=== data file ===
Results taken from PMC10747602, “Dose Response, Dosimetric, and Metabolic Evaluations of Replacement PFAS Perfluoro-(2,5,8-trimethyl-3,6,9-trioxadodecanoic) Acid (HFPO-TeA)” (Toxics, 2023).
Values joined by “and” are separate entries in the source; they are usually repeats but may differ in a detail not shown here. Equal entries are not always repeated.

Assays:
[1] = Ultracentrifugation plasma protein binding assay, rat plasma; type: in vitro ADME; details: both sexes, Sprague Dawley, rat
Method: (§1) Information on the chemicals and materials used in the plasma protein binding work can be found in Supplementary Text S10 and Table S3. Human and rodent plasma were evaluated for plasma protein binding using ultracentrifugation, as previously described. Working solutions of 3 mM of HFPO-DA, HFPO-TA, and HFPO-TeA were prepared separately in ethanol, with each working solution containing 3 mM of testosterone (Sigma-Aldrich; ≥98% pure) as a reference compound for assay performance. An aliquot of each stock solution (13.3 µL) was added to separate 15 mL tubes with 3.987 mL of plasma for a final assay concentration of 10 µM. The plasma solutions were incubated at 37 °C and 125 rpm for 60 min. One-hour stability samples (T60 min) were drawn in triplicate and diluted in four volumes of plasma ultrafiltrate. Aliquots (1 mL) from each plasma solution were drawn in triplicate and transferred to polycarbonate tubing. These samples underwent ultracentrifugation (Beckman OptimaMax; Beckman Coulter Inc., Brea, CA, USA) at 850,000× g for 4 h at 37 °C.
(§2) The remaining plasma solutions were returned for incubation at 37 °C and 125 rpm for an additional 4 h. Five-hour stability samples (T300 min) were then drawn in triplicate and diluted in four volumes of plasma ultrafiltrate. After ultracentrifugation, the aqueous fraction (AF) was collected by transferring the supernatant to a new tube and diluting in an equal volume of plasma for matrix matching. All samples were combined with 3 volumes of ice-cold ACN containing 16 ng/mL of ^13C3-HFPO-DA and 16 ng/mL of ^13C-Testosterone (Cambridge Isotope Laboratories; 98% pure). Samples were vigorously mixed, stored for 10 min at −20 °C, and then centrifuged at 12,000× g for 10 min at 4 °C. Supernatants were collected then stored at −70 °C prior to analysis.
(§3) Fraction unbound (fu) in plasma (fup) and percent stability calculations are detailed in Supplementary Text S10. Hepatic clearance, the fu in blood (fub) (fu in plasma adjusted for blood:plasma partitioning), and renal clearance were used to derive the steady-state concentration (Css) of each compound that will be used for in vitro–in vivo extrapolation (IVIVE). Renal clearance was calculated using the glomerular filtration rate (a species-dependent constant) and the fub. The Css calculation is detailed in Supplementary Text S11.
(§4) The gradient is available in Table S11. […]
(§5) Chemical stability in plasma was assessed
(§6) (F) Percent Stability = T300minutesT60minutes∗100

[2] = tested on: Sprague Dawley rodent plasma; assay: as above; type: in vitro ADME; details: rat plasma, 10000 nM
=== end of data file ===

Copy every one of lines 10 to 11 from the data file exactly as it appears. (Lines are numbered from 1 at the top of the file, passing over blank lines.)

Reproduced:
(§6) (F) Percent Stability = T300minutesT60minutes∗100

[2] = tested on: Sprague Dawley rodent plasma; assay: as above; type: in vitro ADME; details: rat plasma, 10000 nM